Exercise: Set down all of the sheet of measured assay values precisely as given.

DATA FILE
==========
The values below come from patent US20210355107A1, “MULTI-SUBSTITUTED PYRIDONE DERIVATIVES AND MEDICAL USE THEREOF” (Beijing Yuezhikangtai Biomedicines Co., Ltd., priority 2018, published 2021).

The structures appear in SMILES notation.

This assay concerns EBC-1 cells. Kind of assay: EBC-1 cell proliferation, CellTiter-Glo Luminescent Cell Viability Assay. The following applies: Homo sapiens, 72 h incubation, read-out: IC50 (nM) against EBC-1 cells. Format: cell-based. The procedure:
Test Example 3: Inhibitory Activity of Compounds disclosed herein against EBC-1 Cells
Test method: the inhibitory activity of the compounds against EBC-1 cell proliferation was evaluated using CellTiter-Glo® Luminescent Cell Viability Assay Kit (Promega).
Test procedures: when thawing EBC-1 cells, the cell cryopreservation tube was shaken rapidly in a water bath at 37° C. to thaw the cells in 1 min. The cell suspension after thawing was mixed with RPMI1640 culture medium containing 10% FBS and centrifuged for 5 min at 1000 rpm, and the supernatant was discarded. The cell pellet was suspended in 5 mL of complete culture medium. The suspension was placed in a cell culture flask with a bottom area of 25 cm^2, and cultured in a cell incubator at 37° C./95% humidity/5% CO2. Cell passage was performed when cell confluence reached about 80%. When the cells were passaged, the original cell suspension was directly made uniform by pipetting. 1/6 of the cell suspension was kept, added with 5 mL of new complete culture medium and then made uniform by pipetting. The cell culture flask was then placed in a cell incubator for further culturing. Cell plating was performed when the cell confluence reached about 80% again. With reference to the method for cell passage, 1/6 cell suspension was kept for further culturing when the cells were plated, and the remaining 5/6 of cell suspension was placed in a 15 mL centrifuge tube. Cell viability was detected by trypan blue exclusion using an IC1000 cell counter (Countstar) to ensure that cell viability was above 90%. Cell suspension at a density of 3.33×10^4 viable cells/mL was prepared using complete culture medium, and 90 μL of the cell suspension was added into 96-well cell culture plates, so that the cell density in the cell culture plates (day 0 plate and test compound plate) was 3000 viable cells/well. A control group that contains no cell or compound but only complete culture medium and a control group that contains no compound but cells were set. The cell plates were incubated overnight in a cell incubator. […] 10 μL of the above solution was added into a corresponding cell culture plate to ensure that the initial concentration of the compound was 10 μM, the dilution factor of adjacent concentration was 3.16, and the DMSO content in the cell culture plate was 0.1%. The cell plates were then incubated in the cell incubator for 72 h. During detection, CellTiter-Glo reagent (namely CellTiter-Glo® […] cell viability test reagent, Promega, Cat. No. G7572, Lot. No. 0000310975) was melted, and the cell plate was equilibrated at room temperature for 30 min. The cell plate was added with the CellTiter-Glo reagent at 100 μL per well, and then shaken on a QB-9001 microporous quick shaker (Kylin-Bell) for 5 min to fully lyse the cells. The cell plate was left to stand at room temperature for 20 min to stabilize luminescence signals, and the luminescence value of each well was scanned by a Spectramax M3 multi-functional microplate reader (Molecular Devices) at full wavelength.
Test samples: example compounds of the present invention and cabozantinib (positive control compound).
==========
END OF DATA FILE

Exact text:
The values below come from patent US20210355107A1, “MULTI-SUBSTITUTED PYRIDONE DERIVATIVES AND MEDICAL USE THEREOF” (Beijing Yuezhikangtai Biomedicines Co., Ltd., priority 2018, published 2021).

The structures appear in SMILES notation.

This assay concerns EBC-1 cells. Kind of assay: EBC-1 cell proliferation, CellTiter-Glo Luminescent Cell Viability Assay. The following applies: Homo sapiens, 72 h incubation, read-out: IC50 (nM) against EBC-1 cells. Format: cell-based. The procedure:
Test Example 3: Inhibitory Activity of Compounds disclosed herein against EBC-1 Cells
Test method: the inhibitory activity of the compounds against EBC-1 cell proliferation was evaluated using CellTiter-Glo® Luminescent Cell Viability Assay Kit (Promega).
Test procedures: when thawing EBC-1 cells, the cell cryopreservation tube was shaken rapidly in a water bath at 37° C. to thaw the cells in 1 min. The cell suspension after thawing was mixed with RPMI1640 culture medium containing 10% FBS and centrifuged for 5 min at 1000 rpm, and the supernatant was discarded. The cell pellet was suspended in 5 mL of complete culture medium. The suspension was placed in a cell culture flask with a bottom area of 25 cm^2, and cultured in a cell incubator at 37° C./95% humidity/5% CO2. Cell passage was performed when cell confluence reached about 80%. When the cells were passaged, the original cell suspension was directly made uniform by pipetting. 1/6 of the cell suspension was kept, added with 5 mL of new complete culture medium and then made uniform by pipetting. The cell culture flask was then placed in a cell incubator for further culturing. Cell plating was performed when the cell confluence reached about 80% again. With reference to the method for cell passage, 1/6 cell suspension was kept for further culturing when the cells were plated, and the remaining 5/6 of cell suspension was placed in a 15 mL centrifuge tube. Cell viability was detected by trypan blue exclusion using an IC1000 cell counter (Countstar) to ensure that cell viability was above 90%. Cell suspension at a density of 3.33×10^4 viable cells/mL was prepared using complete culture medium, and 90 μL of the cell suspension was added into 96-well cell culture plates, so that the cell density in the cell culture plates (day 0 plate and test compound plate) was 3000 viable cells/well. A control group that contains no cell or compound but only complete culture medium and a control group that contains no compound but cells were set. The cell plates were incubated overnight in a cell incubator. […] 10 μL of the above solution was added into a corresponding cell culture plate to ensure that the initial concentration of the compound was 10 μM, the dilution factor of adjacent concentration was 3.16, and the DMSO content in the cell culture plate was 0.1%. The cell plates were then incubated in the cell incubator for 72 h. During detection, CellTiter-Glo reagent (namely CellTiter-Glo® […] cell viability test reagent, Promega, Cat. No. G7572, Lot. No. 0000310975) was melted, and the cell plate was equilibrated at room temperature for 30 min. The cell plate was added with the CellTiter-Glo reagent at 100 μL per well, and then shaken on a QB-9001 microporous quick shaker (Kylin-Bell) for 5 min to fully lyse the cells. The cell plate was left to stand at room temperature for 20 min to stabilize luminescence signals, and the luminescence value of each well was scanned by a Spectramax M3 multi-functional microplate reader (Molecular Devices) at full wavelength.
Test samples: example compounds of the present invention and cabozantinib (positive control compound).